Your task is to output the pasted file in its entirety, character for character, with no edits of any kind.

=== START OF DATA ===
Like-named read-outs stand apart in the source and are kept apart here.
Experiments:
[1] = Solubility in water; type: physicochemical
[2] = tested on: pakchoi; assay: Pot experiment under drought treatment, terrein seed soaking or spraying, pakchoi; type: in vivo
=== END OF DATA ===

Like-named read-outs stand apart in the source and are kept apart here.
Experiments:
[1] = Solubility in water; type: physicochemical
[2] = tested on: pakchoi; assay: Pot experiment under drought treatment, terrein seed soaking or spraying, pakchoi; type: in vivo